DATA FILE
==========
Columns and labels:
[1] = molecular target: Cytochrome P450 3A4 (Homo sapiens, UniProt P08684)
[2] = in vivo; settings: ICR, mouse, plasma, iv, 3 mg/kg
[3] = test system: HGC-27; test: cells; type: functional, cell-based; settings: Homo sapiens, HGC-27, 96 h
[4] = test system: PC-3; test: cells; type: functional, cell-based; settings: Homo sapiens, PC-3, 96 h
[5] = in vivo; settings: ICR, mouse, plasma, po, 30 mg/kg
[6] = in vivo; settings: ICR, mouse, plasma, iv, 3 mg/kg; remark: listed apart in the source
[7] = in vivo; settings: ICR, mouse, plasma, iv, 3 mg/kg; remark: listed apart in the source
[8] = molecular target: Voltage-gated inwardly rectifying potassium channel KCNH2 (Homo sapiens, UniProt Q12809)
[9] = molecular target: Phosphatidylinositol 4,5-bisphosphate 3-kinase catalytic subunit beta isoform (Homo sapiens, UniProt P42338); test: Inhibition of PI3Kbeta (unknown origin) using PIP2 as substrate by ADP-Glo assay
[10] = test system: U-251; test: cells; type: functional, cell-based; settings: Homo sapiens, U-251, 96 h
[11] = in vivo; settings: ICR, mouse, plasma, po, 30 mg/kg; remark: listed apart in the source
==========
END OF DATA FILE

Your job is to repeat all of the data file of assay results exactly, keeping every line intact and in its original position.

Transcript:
Columns and labels:
[1] = molecular target: Cytochrome P450 3A4 (Homo sapiens, UniProt P08684)
[2] = in vivo; settings: ICR, mouse, plasma, iv, 3 mg/kg
[3] = test system: HGC-27; test: cells; type: functional, cell-based; settings: Homo sapiens, HGC-27, 96 h
[4] = test system: PC-3; test: cells; type: functional, cell-based; settings: Homo sapiens, PC-3, 96 h
[5] = in vivo; settings: ICR, mouse, plasma, po, 30 mg/kg
[6] = in vivo; settings: ICR, mouse, plasma, iv, 3 mg/kg; remark: listed apart in the source
[7] = in vivo; settings: ICR, mouse, plasma, iv, 3 mg/kg; remark: listed apart in the source
[8] = molecular target: Voltage-gated inwardly rectifying potassium channel KCNH2 (Homo sapiens, UniProt Q12809)
[9] = molecular target: Phosphatidylinositol 4,5-bisphosphate 3-kinase catalytic subunit beta isoform (Homo sapiens, UniProt P42338); test: Inhibition of PI3Kbeta (unknown origin) using PIP2 as substrate by ADP-Glo assay
[10] = test system: U-251; test: cells; type: functional, cell-based; settings: Homo sapiens, U-251, 96 h
[11] = in vivo; settings: ICR, mouse, plasma, po, 30 mg/kg; remark: listed apart in the source